Don’t worry—you’ll probably be spared from endless sock vendors at this Fort Greene bazaar. The space outside of Bishop Loughlin Memorial High School on Lafayette Avenue between Clermont and Vanderbilt Avenues offers a quirky roster of items, including a slew of antiques, vintage clothes, records, art and jewelry.

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Fort Greene

Brooklyn Heights and Brooklyn Promenade

It’s easy to forget that you’re standing atop the hectic Brooklyn-Queens Expressway while strolling along this esplanade, which opened in 1950. But the thoroughfare is inextricably linked to the Promenade’s existence: Community opposition to the BQE—which was originally intended to cut through Brooklyn Heights—led city planner Robert Moses to reroute the highway along the waterfront. Stroll, run or make out along its ⅓-mile length, pausing to appreciate postcard-ready views of lower Manhattan, the Brooklyn Bridge and the Statue of Liberty.

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Brooklyn Heights

Brooklyn Historical Society

Critics' pick

Founded in 1863, the society is located in a landmark four-story Queen Anne–style building and houses numerous permanent and ongoing exhibits, including "It Happened in Brooklyn," highlighting local links to crucial moments in American history. A major photo and research library—featuring historic maps and newspapers, notable family histories and archives from the area’s prominent abolitionist movement—is accessible by appointment. The institution offers weekend and after-school programs for children.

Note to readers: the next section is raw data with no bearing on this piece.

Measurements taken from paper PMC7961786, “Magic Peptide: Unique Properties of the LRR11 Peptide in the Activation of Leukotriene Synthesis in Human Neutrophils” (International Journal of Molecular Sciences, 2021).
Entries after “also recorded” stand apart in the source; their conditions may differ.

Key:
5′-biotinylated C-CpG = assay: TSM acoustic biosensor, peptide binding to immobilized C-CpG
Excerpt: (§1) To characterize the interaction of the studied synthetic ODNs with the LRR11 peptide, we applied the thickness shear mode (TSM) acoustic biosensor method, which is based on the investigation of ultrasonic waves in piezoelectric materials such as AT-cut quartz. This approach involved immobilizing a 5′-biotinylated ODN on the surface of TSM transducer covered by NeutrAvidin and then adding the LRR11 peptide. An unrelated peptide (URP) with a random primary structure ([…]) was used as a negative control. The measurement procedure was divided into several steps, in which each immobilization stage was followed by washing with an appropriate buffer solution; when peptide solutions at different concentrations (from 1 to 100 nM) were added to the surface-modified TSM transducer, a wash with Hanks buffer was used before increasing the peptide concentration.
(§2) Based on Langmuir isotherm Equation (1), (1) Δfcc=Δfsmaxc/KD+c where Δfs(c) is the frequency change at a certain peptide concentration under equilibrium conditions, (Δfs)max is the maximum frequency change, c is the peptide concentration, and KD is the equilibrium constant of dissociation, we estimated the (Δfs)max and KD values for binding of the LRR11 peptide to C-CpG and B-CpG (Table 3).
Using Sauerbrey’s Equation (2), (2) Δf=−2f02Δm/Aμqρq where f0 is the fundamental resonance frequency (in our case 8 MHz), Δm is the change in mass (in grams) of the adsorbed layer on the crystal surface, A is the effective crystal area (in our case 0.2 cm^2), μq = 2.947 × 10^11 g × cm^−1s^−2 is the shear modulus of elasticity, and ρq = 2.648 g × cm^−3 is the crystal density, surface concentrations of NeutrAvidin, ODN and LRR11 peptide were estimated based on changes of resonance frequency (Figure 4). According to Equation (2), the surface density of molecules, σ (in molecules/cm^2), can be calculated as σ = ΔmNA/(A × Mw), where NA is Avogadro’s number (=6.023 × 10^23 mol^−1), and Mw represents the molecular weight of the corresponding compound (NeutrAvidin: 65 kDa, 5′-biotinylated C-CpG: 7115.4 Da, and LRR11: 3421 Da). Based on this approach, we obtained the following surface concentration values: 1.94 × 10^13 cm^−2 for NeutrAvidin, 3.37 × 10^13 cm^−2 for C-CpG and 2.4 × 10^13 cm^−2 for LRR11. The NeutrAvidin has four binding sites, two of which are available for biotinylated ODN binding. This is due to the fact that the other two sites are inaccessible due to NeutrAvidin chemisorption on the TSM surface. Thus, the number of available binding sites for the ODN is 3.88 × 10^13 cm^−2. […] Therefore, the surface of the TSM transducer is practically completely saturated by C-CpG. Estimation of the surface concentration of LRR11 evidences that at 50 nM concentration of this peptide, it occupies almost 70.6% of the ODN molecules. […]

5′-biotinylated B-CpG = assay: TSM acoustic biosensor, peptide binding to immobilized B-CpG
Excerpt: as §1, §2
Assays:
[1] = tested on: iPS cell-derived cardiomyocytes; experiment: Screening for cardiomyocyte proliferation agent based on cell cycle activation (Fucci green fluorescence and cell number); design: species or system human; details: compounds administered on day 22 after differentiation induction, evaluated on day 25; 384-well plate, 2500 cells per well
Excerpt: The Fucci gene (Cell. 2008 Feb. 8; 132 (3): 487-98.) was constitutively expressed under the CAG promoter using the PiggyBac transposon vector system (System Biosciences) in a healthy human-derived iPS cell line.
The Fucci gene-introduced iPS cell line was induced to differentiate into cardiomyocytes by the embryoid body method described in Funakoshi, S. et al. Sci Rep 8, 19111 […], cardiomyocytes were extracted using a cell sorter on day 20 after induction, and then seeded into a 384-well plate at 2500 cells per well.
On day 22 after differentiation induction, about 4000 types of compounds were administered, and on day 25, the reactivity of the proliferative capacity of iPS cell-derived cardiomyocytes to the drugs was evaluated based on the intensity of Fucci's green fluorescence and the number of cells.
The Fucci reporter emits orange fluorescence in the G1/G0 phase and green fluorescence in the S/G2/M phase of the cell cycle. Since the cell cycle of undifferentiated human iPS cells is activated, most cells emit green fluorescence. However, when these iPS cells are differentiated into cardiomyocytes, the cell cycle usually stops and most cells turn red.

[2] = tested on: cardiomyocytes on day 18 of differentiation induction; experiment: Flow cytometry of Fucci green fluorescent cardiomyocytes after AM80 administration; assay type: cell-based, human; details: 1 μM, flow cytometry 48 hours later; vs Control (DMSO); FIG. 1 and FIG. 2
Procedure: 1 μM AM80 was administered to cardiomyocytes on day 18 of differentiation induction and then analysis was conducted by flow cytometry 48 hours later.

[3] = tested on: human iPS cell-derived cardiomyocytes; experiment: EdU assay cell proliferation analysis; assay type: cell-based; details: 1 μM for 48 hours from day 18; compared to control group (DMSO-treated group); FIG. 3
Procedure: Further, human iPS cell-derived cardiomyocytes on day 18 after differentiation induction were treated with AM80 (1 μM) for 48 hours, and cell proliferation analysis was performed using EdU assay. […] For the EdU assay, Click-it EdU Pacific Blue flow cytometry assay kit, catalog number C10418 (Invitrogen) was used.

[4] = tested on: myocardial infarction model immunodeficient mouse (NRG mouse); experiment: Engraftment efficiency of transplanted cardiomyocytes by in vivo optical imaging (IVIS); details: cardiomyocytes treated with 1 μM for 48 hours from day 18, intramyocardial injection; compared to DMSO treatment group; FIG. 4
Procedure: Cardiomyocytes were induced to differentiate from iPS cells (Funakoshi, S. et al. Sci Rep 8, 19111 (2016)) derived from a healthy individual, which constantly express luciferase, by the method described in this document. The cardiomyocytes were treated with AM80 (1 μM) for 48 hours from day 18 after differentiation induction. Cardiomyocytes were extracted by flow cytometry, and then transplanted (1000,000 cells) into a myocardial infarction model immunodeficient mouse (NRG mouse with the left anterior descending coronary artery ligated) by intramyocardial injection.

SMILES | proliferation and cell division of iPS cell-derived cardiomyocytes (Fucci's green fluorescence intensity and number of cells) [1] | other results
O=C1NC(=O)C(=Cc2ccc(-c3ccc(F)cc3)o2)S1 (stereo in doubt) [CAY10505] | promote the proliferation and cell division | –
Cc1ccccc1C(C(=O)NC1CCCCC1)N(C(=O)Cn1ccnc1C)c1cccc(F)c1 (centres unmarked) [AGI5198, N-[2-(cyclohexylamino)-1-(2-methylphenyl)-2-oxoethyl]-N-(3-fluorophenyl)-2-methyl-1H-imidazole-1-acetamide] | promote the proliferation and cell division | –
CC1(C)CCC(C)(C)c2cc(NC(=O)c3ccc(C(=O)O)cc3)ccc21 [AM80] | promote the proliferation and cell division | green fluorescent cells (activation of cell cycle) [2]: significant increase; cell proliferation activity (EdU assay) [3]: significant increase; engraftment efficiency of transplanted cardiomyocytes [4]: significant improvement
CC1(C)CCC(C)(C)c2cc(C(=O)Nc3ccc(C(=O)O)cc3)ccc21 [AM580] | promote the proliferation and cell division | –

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Brooklyn Heights

Brooklyn Museum

Brooklyn’s premier institution is a less-crowded alternative to Manhattan’s bigger-name spaces. Among the museum’s many assets is a 4,000-piece Egyptian collection, which includes a gilded-ebony statue of Amenhotep III and, on the ceiling, a large-scale rendering of an ancient map of the cosmos, as well as a mummy preserved in its original coffin. Masterworks by Cézanne, Monet and Degas, part of an impressive European collection, are displayed in the museum’s Beaux-Arts Court.

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Prospect Heights

Coney Island Cyclone

Nothing offers a thrilling jolt of Brooklyn nostalgia quite like a ride on the Cyclone. The roller coaster dates to 1927, when Coney Island was a booming seaside resort, but shuttered for six years starting in 1969, marking one of many troubled economic periods for the ’hood. Aside from grabbing a beer and hot dog at Nathan’s Famous, riding the Cyclone is the thing to do at Coney Island on a lovely summer day.

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Coney Island

Green-Wood Cemetery

Critics' pick

A century ago, this site vied with Niagara Falls as New York State’s greatest tourist attraction. Filled with Victorian mausoleums, cherubs and gargoyles, Green-Wood is the resting place of some half-million New Yorkers, among them Jean-Michel Basquiat, Leonard Bernstein and Boss Tweed. But there’s more to do here than grave-spot: Check out the massive Gothic arch at the main entrance or climb to the top of Battle Hill, one of the highest points in Kings County and a pivotal spot during the Battle of Brooklyn in 1776.

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Sunset Park